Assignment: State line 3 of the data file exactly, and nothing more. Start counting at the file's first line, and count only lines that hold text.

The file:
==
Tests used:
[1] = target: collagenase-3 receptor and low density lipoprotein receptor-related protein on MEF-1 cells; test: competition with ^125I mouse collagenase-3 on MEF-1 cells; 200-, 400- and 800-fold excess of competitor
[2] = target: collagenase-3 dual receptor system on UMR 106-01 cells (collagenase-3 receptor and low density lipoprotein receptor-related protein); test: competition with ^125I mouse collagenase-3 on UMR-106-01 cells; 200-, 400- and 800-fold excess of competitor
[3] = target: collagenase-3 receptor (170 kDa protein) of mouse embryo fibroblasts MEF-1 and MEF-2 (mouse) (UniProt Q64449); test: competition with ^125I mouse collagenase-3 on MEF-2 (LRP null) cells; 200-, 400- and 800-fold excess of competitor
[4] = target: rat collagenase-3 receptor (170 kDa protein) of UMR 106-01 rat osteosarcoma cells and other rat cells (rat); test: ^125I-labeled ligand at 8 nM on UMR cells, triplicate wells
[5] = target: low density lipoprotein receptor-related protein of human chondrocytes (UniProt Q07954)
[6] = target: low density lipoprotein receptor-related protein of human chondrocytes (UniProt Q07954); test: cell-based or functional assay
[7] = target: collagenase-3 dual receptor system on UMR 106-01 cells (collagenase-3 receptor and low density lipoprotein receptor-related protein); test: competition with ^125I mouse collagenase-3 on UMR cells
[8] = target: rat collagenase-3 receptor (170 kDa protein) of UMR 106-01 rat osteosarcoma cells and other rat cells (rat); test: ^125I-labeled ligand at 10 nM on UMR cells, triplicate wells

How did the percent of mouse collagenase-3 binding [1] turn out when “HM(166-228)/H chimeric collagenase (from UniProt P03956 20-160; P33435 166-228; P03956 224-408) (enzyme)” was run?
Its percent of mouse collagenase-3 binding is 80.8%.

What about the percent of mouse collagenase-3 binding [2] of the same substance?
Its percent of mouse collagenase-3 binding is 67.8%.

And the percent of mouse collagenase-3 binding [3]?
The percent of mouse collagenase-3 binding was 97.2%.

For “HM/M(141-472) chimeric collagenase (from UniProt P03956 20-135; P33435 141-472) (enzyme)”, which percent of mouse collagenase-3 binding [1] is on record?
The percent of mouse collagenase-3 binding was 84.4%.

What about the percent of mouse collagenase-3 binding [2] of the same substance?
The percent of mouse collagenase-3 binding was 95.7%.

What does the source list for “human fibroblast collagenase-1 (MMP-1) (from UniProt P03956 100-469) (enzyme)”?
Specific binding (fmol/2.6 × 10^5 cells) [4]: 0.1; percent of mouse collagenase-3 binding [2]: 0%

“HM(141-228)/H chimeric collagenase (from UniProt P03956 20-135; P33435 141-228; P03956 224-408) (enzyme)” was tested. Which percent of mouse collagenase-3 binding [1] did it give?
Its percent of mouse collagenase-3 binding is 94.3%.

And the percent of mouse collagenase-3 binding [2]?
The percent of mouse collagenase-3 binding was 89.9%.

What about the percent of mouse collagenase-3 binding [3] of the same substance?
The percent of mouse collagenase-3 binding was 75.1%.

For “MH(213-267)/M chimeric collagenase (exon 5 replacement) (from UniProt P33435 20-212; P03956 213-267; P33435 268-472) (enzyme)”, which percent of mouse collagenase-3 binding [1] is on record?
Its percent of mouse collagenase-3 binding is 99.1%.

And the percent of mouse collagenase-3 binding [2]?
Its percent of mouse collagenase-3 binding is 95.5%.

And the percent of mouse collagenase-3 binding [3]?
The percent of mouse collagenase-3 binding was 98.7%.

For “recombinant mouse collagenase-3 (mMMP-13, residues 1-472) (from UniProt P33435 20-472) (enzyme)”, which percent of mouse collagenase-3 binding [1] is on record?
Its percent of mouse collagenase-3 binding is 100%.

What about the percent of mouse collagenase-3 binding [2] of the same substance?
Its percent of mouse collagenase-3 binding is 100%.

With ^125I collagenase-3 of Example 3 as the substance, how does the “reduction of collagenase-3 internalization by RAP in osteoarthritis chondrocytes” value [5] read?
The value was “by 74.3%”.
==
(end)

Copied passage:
[2] = target: collagenase-3 dual receptor system on UMR 106-01 cells (collagenase-3 receptor and low density lipoprotein receptor-related protein); test: competition with ^125I mouse collagenase-3 on UMR-106-01 cells; 200-, 400- and 800-fold excess of competitor